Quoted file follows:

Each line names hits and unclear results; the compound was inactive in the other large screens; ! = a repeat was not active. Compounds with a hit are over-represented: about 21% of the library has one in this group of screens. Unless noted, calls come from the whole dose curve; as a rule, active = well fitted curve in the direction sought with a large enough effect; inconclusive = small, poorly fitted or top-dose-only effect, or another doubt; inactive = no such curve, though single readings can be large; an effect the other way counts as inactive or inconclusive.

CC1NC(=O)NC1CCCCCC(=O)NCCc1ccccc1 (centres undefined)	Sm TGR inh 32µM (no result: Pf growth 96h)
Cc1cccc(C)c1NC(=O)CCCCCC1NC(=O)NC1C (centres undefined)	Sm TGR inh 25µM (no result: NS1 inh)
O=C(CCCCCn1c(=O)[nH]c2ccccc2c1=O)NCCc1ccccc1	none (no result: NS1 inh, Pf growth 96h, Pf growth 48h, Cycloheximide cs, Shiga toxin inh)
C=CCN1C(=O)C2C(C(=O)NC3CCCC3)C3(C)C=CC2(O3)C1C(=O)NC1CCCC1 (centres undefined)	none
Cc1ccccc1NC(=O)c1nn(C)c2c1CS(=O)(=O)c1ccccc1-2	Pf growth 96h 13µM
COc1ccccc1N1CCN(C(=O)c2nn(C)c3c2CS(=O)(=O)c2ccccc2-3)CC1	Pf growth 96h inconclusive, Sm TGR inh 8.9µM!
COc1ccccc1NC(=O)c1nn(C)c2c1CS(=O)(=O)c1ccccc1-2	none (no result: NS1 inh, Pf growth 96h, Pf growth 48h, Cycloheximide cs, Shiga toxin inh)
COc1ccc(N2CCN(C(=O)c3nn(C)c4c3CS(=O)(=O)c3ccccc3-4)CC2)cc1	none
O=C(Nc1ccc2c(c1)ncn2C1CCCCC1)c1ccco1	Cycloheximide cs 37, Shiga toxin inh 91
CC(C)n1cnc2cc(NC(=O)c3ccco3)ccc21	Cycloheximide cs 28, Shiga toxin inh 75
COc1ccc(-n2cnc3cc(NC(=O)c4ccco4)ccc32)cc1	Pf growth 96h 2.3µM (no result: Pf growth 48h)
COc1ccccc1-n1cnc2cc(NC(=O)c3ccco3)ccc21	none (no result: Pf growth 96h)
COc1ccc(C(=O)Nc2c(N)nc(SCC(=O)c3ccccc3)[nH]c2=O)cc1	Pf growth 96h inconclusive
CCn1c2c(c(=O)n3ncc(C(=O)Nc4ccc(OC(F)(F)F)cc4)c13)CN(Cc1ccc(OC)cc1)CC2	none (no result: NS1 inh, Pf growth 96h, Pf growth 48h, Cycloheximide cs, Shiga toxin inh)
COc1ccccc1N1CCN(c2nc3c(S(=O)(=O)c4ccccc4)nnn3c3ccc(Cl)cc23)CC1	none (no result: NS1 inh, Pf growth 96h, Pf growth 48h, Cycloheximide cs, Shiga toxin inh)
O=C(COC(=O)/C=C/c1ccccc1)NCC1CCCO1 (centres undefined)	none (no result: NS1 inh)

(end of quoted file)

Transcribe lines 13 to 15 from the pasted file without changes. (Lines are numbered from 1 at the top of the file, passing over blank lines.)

COc1ccccc1-n1cnc2cc(NC(=O)c3ccco3)ccc21	none (no result: Pf growth 96h)
COc1ccc(C(=O)Nc2c(N)nc(SCC(=O)c3ccccc3)[nH]c2=O)cc1	Pf growth 96h inconclusive
CCn1c2c(c(=O)n3ncc(C(=O)Nc4ccc(OC(F)(F)F)cc4)c13)CN(Cc1ccc(OC)cc1)CC2	none (no result: NS1 inh, Pf growth 96h, Pf growth 48h, Cycloheximide cs, Shiga toxin inh)